A U.S. Air Force B-52 crash in 1961 that caused two hydrogen bombs to drop over North Carolina came close to causing a nuclear explosion that would have devastated the East Coast, according to a recently declassified government document.
The report written eight years after the crash found that the fall armed five of the six interlocks built into one of the bombs. One single switch prevented one of these Mark 39 hydrogen bombs -- 260 times more powerful than the one dropped over Hiroshima -- from exploding.
Investigative Journalist Eric Schlosser obtained the document for his new book Command and Control. Parker F Jones, the supervisor of the nuclear weapons safety department at Sandia national laboratories, wrote the report that described the accident over Goldsboro, N.C., on Jan. 23, 1961.
The U.S. government has acknowledged the crash, but has never offered details into how close one of the hydrogen bombs came to exploding.
"One simply, dynamo-techonology, low voltage switch stood between the United States and a major catastrophe!" Jones wrote.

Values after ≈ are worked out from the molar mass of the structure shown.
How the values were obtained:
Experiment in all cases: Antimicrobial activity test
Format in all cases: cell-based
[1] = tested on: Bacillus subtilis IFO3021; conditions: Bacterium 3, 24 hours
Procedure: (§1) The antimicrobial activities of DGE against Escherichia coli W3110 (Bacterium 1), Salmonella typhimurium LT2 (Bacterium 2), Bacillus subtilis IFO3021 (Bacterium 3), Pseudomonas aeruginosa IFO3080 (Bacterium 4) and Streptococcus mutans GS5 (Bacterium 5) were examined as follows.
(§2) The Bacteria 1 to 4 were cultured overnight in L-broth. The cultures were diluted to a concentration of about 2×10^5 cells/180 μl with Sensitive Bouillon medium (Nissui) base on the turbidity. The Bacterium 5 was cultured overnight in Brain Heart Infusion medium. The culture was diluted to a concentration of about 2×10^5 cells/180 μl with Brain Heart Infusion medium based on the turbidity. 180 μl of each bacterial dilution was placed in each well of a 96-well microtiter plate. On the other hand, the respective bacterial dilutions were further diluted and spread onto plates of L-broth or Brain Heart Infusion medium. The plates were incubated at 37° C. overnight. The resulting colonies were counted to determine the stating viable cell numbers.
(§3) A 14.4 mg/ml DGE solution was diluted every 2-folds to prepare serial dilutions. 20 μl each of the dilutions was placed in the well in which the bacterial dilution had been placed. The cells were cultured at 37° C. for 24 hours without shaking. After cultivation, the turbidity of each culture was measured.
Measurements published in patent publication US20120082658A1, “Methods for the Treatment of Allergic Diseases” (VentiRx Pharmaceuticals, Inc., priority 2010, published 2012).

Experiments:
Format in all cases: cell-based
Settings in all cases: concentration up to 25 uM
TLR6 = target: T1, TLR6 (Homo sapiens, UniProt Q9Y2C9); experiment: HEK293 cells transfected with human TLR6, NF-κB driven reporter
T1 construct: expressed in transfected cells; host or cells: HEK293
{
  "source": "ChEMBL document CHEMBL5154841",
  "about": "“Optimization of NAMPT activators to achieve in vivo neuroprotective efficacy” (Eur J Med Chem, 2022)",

Each one of the Mark 39 hydrogen bombs carried 4 megatons, or 4 million pounds of dynamite. One fell into a field near Faro, N.C., the other fell into a meadow, nearby. Each could have caused wide spread nuclear fallout to affect states as far north as Pennsylvania.
After evaluating the accident, Jones wrote: "The MK 39 Mod 2 bomb did not possess adequate safety for the airborne alert role in the B-52."
He used plain English to describe just how close the U.S. Air Force came to the worst disaster in the nation's history.
"Yeah, it would have been bad news in spades," Jones wrote.
It was only six years ago that the Air Force faced considerable scrutiny after it lost track of six nuclear weapons leading to major changes throughout the service and the stand up of Air Force Global Strike Command.